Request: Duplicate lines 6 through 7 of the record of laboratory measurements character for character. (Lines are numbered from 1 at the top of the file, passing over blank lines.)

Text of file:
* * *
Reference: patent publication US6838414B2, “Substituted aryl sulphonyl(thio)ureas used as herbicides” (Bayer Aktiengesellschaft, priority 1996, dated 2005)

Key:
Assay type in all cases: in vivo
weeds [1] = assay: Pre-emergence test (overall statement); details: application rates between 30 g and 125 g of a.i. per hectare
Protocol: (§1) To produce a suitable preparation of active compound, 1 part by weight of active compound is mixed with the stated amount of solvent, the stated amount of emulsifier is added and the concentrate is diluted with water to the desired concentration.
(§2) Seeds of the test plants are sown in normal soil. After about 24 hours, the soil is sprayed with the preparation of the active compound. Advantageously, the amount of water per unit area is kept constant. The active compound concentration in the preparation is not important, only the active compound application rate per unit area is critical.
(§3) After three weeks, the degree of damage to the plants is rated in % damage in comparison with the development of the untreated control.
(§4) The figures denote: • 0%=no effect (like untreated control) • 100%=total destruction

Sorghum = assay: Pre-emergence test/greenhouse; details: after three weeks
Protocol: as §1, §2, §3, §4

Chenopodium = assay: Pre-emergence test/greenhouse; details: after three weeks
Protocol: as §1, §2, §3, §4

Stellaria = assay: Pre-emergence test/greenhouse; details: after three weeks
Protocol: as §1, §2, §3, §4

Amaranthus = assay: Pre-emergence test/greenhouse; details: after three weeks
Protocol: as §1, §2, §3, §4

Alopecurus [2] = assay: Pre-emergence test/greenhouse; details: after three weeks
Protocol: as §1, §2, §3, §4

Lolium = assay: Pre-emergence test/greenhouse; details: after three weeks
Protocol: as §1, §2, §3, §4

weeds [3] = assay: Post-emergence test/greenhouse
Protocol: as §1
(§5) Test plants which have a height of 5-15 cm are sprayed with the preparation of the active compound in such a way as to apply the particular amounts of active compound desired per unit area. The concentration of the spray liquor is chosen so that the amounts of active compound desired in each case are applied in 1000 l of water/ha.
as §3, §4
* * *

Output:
(§2) Seeds of the test plants are sown in normal soil. After about 24 hours, the soil is sprayed with the preparation of the active compound. Advantageously, the amount of water per unit area is kept constant. The active compound concentration in the preparation is not important, only the active compound application rate per unit area is critical.
(§3) After three weeks, the degree of damage to the plants is rated in % damage in comparison with the development of the untreated control.